IFTA nod for The Secret Of Kells

THE SECRET of Kells has been included in the shortlist for Best Film at the 7th Annual Irish Film & Television Awards. The product of years of hard work by local studio (Kilkenny) Cartoon Saloon, the animated feature has been going great guns on the international film circuit over the past year so it’s no surprise to see it included in the running for the IFTAs.

This vibrant animation is a spirited retelling of the provenance of Ireland’s mosted cherished artefact, the Book of Kells. With the Viking hordes approaching, the monks of Kells are forced to turn their attention from transcripbing manuscripts to building barricades. The future of the precious book is in jeopardy and it falls to Brendan, young nephew of the abbot Cellach, to save the day.
The Secret of Kells is Cartoon Saloon’s first feature film and was directed by Tomm Moore with Nora Twomey as his co-Director.

Congratulations to Tomm, Paul Young (producer, who is also working with us at The Devious Theatre Company in the upcoming Can’t Pay? Won’t Pay) and all involved both in Ireland and overseas on the continued success of the movie.

If you’re interested in hearing from the director himself, I produced a series of podcasts for the Kilkenny Arts Festival last year, one of them being a post-screening Q&A session with director Tomm Moore. Grab it here via iTunes.

iTunes To Go DRM Free?

DRM sign, Harajuku, Tokyo, Japan.JPG
Creative Commons License photo credit: gruntzooki

It looks like iTunes is possibly going (completely) DRM-free? Great news for music lovers but whether or not it actually materialises is another thing. There are plenty of alternatives in the marketplace for DRM-free music downloads but according to this BBC article, it looks like Apple (who already sell DRM-free tracks from the EMI label) are about to sign off on a deal with the rest of the big four including Sony, Warner and Universal which would see all DRM copyright restrictions lifted from the iTunes store.

It might also bring about a change in pricing on the iTunes store – more for recent tracks, less for older tracks, but Apple’s pricing is a whole other kettle of fish.

We all knew it was going to come around eventually, right?

Update: TUAW has the details on price changes for 2009.

MySpace, Record Labels Team Up For MySpace Music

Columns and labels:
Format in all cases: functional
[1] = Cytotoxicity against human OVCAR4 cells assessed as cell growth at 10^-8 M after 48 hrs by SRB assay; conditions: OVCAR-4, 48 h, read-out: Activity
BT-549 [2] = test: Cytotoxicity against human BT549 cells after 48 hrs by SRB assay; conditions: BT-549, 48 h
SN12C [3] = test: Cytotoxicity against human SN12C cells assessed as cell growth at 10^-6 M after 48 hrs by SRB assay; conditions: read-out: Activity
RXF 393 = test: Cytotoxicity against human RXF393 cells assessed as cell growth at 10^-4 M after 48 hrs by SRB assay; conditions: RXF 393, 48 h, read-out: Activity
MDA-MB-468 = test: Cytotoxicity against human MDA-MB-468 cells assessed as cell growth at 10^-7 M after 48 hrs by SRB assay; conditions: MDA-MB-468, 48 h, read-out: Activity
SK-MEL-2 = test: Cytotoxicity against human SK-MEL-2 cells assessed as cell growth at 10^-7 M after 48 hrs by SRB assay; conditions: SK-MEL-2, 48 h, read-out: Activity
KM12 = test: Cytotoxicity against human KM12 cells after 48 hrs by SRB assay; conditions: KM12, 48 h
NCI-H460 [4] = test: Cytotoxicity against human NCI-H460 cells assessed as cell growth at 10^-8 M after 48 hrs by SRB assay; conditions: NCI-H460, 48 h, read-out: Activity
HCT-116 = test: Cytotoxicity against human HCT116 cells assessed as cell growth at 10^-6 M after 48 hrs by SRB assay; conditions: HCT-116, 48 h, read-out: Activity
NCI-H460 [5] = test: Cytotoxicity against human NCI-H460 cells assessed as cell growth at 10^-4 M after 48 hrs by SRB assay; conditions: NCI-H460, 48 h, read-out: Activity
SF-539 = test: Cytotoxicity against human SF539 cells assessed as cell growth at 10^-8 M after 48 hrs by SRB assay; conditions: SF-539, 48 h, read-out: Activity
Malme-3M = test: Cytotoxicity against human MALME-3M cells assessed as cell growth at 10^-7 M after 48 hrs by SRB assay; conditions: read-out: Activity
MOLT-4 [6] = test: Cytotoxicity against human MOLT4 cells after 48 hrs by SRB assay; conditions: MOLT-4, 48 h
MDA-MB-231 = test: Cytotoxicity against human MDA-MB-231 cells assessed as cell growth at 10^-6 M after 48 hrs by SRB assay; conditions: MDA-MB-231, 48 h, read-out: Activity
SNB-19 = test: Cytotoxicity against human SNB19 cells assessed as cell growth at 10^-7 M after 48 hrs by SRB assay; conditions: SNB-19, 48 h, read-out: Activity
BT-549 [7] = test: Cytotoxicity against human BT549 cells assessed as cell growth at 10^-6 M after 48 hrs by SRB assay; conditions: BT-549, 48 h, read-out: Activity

The much rumoured and often spoken about ‘MySpace Music’ service has come to light, as I read this morning that MySpace have officially announced their new ‘MySpace Music’ service, a partnership between News Corporation and “three out of the four top record labels”.

The service is looking to become a one-stop shop for everything music; DRM free downloads and music sales, ticket sales for gigs and tours, band merchandise, ringtones – everything and anything goes.

It is a good move for the record industry and a great play for MySpace whose existing music service is used by millions of bands worldwide (I’m even in there) as a platform for showcasing music, listing gigs and connecting with fans.

Couple with that the ability to sell your tracks, merchandise and tickets directly through MySpace and you really have a powerful promotional tool for aspiring and established artists.

That said, with the deal seemingly focusing around the participation of three major record labels (EMI were holding out as of Friday), I would hope the the tools established by the service would be available to the smaller bands and those unaffiliated with record labels.

While the record labels look for ways to dig into online sales and catch up with the rest of the world, independent artists have been steaming ahead, safe in the knowledge that you don’t need a record label in order to release music. I’ve worked with enough bands over the last few years to see first hand you don’t need a record label to succeed and gone are the days of needing millions of dollars, pounds or Euro in order to record, launch and promote a single, EP or album.

Thomas Hesse, the President of Global Digital Business at Sony BMG Music Entertainment said in Thursday’s article on CNET that they are simply “aligning our efforts to reach fans through every conceivable platform”.

I haven’t seen any indication of what percentage of the market they’re trying to grab, likely away from Apple’s iTunes service, but here’s to hoping they don’t forget about the independent artists and make their new resources available for everyone.